As we mentioned earlier, at the earliest stages of dementia it can be hard to tell whether someone is exhibiting dementia behaviors or normal, age-related changes. As time goes on, however, dementia behaviors tend to get worse, until the dementia patient is no longer able to live day-to-day without assistance.
What are the behaviors of dementia? People also ask: “What are the 10 warning signs of dementia?” You will typically see:
- Memory loss — starting with simple facts and conversations, then challenges with short-term memory before they begin forgetting appointments, tasks, and people.
- Disorientation and confusion — forgetting where they are, where they live, or even what day it is.
- Difficulty with cognitive abilities — things that may have been easy before, such as balancing the checkbook, crossword and other puzzles are now difficult.
- Misplacing things — includes putting things where they normally shouldn’t be, such as keys in the fridge, a beverage in the cabinet, or bills in the hamper.
- Problems with language — forgetting vocabulary, using words inappropriately, or saying things that don’t make sense to the listener.
- Difficulties with familiar tasks — tasks that they are used to performing routinely or even every day, such as making meals, cleaning, or getting ready to go out are now difficult.
- Impaired judgement — bad decision making, especially if it relates to health and well-being, such as choosing clothing that is inappropriate for the weather, or refusing to seek medical attention when they should.
- Loss of interest — withdrawing socially, loss of initiative and enjoyment of things they used to like doing, depression, anxiety, or voluntary isolation.
- Changes in mood — usually uncharacteristic mood swings that are pronounced or don’t make sense.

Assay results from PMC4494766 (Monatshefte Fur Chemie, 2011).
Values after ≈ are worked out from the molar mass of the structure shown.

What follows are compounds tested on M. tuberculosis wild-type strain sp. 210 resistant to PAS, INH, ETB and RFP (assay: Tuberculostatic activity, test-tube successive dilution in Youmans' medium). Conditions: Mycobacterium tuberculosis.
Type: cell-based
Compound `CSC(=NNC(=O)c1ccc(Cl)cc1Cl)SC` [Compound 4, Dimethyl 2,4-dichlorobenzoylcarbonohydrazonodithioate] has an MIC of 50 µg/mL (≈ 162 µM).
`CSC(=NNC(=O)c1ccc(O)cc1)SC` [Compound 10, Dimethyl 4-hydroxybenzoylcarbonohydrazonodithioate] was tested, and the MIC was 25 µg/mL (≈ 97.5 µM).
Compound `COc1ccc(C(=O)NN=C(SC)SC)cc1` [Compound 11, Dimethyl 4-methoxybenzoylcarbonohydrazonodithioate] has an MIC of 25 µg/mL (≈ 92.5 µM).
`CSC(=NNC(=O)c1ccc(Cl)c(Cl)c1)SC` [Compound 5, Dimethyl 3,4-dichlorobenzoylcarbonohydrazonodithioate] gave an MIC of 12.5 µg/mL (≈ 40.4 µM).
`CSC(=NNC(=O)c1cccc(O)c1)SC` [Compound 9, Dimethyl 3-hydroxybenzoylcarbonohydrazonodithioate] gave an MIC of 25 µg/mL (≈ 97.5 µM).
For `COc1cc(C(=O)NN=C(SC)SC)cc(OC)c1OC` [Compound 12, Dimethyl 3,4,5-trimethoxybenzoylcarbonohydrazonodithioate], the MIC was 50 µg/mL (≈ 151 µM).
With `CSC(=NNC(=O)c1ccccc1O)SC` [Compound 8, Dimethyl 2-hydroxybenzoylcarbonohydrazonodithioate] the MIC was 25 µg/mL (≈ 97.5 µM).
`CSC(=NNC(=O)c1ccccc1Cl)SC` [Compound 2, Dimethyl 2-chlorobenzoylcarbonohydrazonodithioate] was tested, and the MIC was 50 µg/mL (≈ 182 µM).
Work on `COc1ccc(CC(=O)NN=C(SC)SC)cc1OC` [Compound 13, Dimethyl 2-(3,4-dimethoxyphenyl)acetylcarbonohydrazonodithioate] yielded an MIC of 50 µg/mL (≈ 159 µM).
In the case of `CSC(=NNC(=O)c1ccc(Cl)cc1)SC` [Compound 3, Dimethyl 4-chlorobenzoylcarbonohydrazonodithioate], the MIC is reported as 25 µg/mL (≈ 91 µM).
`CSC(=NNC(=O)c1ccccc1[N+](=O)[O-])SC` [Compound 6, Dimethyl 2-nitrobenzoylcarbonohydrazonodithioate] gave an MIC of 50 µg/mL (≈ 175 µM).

- Changes in personality — this could be in general or connected to developing mental health issues.
People also ask: “What is the most common behavior associated with dementia?” As you can see, there are a number of behaviors and changes related to dementia. The one thing they have in common is a marked departure from that person’s norm — such as a witty person who is normally good with words suddenly having a difficult time with verbal communications, or a methodical, analytical person with a diminished ability to reason.
Dementia Personality Changes
Personality changes in dementia patients can be heartbreaking because sometimes they become unrecognizable to the people who love them the most. Someone who used to love flowers and bold colors may now seem to gravitate towards uncreative designs and empty spaces. Other times, the personality change could be part of a mental health problem, such as a formerly vivacious, active person becoming withdrawn and showing signs of depression — in which case treatment should be sought.
Many dementia patients start exhibiting uncharacteristic anger and aggression. At what stage of dementia does aggression occur? Most people suffering from dementia demonstrate inappropriately aggressive, angry behavior towards the later stages of dementia. This is because dementia is affecting their day-to-day living and quality of life, which is understandably aggravating and confusing. They may be so upset that they lash out.
People also ask: “Do people with dementia know they have it?” Not always, and if they become aware that they are suffering from dementia, it may be in a later stage when they realize they are unable to function the way they used to.
When To Seek Care for Dementia
If you or a loved one are noticing changes in everyday life due to memory loss, confusion, or growing difficulties performing routine tasks, you may want to see your doctor. The earlier someone is diagnosed with dementia, the more they can do about it. There are activities specifically designed to slow down cognitive decline, which are offered by facilities not only for assisted senior living but for drop-in clients as well. Find out more about dementia and what you can do about it on our resources page.